Just a dozen nurses to start by June on HSE’s lower paid graduate programme


So far, only eight graduate nurses have been employed under the controversial two-year contracts on lower pay offered by the Health Service Executive (HSE) though, according to the Minister for Health, James Reilly, a further five nurses are due to start under the graduate programme next month.

Under the scheme, graduate nurses receive 80 per cent of the staff nurse rate. The Irish Nurses and Midwives Organisation (INMO) urged nurses to boycott the new posts.

Under new proposals given to unions last week by HSE management, the pay rate would increase to 85 per cent of the staff nurse salary in the first year and would rise to 90 per cent in the second year.

However, this is conditional on nurses working a 39-hour week rather than the 37-hour week specified under the original rules of the scheme.

Extended timeframe
Dr Reilly told the Dáil last week that “the scheme was introduced on the assumption that intake would be spread over an extended timeframe, especially since the scheme was being introduced some months after most 2012 graduates completed their training.

“The HSE has decided that applications for Phase I, covering registered general nurses for the acute hospital setting and the community, will be accepted on a rolling basis for 2012 graduates, and also those who graduated in 2010 and 2011.

“Phase II, which covers graduate general nurses, mental health, intellectual disability and graduate midwife nurses, launched in mid-February.

“To date, eight graduate nurses have taken up employment in two locations.

“A further five have start dates agreed for June. Recruitment will continue during 2013 and encompass those who will be graduating in the autumn.”

Meanwhile, the Irish Medical Organisation (IMO) is to press the Government on its controversial 30 per cent reduction in salaries for new hospital consultants as part of the new talks on the retention of and career paths for doctors in the Irish healthcare system.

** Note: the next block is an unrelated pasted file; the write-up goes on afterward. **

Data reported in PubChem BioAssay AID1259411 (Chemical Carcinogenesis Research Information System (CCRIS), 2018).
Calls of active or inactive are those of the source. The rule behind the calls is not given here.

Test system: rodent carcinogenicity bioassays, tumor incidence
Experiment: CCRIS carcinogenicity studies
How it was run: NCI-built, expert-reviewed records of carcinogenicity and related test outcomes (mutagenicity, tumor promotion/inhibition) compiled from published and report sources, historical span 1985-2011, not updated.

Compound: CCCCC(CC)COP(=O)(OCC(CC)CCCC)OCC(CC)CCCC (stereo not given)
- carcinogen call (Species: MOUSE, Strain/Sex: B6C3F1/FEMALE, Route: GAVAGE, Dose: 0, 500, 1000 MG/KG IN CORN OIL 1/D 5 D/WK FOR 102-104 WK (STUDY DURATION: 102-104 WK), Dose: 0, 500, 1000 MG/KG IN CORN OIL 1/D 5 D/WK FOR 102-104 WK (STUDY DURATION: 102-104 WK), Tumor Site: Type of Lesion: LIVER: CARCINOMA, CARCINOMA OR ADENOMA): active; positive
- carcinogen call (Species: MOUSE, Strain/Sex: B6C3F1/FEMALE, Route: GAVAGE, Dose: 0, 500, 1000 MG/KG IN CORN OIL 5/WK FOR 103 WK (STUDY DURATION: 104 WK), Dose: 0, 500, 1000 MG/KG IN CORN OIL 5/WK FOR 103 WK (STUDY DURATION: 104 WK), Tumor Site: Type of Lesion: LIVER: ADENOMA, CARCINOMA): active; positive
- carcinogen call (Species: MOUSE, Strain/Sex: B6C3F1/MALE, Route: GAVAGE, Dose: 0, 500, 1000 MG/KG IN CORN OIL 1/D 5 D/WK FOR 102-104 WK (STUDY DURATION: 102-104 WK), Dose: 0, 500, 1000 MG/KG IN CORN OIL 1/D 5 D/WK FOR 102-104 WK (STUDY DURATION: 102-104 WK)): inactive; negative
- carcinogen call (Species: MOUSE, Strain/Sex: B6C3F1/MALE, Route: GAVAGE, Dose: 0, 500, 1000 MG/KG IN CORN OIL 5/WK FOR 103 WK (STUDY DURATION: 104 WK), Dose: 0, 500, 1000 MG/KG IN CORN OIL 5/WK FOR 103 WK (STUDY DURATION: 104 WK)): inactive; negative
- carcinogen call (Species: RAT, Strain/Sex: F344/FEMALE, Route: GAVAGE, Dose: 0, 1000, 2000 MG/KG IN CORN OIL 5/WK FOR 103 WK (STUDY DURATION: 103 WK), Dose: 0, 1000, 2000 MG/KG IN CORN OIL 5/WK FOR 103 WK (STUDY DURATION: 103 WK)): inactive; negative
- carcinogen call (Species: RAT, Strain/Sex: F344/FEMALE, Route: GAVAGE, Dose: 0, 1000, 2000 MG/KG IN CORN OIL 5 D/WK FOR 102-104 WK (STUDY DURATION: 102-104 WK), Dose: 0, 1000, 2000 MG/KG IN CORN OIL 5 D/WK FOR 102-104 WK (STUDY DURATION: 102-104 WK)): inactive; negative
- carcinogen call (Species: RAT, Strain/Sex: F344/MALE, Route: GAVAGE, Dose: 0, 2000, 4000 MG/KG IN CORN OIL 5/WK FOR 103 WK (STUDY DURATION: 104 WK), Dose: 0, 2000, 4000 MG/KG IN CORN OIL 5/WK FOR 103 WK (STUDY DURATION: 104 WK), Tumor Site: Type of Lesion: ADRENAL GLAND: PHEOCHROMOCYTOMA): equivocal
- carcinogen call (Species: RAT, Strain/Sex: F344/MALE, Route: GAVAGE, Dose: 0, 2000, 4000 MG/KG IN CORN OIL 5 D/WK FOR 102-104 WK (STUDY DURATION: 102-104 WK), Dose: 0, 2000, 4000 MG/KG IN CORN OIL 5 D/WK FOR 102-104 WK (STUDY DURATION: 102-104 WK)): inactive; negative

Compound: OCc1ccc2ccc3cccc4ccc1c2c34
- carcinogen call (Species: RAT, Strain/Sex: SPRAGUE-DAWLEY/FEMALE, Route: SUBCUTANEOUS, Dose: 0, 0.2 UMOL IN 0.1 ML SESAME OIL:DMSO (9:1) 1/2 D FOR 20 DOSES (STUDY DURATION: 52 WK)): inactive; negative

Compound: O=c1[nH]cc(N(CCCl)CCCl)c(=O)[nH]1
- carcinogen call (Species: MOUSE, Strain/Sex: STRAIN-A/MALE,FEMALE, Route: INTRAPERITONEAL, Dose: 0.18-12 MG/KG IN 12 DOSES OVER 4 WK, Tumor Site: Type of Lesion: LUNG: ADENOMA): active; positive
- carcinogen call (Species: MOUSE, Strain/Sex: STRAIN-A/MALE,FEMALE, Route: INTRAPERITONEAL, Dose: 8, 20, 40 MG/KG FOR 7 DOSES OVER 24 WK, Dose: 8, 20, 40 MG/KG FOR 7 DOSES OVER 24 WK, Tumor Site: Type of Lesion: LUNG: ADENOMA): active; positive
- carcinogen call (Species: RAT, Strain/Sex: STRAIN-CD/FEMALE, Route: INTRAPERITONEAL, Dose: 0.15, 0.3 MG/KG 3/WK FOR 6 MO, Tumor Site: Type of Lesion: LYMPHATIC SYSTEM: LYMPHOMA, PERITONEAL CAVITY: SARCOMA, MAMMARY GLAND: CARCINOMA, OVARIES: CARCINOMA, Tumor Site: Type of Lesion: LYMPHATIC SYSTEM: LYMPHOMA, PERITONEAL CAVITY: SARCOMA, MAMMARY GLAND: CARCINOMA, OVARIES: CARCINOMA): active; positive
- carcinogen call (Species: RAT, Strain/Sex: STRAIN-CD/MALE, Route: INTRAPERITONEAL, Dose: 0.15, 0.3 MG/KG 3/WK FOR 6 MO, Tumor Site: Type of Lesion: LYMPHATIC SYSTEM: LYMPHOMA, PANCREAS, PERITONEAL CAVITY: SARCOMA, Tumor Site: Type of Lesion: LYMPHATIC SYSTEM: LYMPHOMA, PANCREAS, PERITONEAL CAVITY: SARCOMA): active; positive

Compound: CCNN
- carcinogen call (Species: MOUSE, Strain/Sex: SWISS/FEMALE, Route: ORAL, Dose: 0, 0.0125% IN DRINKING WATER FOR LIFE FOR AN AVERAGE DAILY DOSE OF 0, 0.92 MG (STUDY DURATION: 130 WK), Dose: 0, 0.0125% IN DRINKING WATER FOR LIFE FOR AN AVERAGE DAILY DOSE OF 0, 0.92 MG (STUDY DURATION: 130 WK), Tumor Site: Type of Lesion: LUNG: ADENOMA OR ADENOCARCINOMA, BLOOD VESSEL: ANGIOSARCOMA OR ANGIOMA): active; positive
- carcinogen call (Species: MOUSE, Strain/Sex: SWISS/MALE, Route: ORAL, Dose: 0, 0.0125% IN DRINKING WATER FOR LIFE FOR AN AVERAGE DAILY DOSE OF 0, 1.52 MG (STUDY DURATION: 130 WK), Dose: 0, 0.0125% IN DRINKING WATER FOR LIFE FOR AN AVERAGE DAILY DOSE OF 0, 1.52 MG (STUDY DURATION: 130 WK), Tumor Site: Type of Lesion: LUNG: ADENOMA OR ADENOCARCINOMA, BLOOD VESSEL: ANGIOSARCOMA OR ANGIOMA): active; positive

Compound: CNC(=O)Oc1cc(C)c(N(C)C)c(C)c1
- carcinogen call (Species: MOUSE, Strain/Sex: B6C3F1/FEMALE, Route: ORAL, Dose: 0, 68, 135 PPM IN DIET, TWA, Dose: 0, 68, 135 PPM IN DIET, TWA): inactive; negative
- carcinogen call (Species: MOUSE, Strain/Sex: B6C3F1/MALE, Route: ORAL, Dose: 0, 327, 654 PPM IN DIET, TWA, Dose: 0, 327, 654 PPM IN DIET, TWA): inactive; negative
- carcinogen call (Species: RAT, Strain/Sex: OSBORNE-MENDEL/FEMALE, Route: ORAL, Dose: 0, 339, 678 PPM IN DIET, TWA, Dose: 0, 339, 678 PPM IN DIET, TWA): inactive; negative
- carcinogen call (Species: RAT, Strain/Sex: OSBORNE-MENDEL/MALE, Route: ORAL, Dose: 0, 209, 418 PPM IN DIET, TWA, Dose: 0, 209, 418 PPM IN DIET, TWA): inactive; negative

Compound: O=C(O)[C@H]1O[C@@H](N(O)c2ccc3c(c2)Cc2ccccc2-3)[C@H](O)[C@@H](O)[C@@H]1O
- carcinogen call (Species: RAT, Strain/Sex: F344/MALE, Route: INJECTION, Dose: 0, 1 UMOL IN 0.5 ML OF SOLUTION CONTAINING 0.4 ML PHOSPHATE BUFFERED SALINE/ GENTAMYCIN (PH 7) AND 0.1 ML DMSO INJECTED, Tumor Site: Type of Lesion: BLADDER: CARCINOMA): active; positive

The Government agreed to enter into these discussions as part of proposals agreed at the Labour Relations Commission last week on plans to reduce the public service pay bill in the wake of the rejection of the Croke Park II agreement.

The Department of Public Expenditure and Reform said the new talks between public service management and the IMO would begin by next month.

Asked whether the issue of pay rates for newly appointed hospital consultants would be on the table, the Department of Public Expenditure and Reform said: “The parties have committed to review the current NCHD and consultant career structure with the aim of further developing the career and training pathways from intern to consultant/specialist level.

“This will take account of service needs, training and service posts, the health reform programme, the urgent requirement to reduce NCHD working hours and developments in relation to EU legislation.

“The overall objective is the retention of graduates of Irish Medical Schools within the public health system and the attraction back to Ireland of such graduates – where they have left previously.”

Reduced pay rates
Last September the Government decided unilaterally to reduce pay rates for newly appointed consultants by 30 per cent.

This meant pay scales for consultants with a type A (public only) contract, appointed from the beginning of October, started at €116,207 compared with €166,000 at the start of 2011.

Starting pay rates for consultants with type B contracts, which allow for limited private practice rights, fell to €109,381 from €156,258.

Pay rates for the highest paid doctors – academic consultants with a type A contract – fell from €231,653 to just under €146,000.

Career paths
The IMO said last week that the issue of retention and career paths for doctors within the Irish health system and, in particular, the recruitment and retention of consultants had been identified by its members as crucial for the future of the medical profession in Ireland.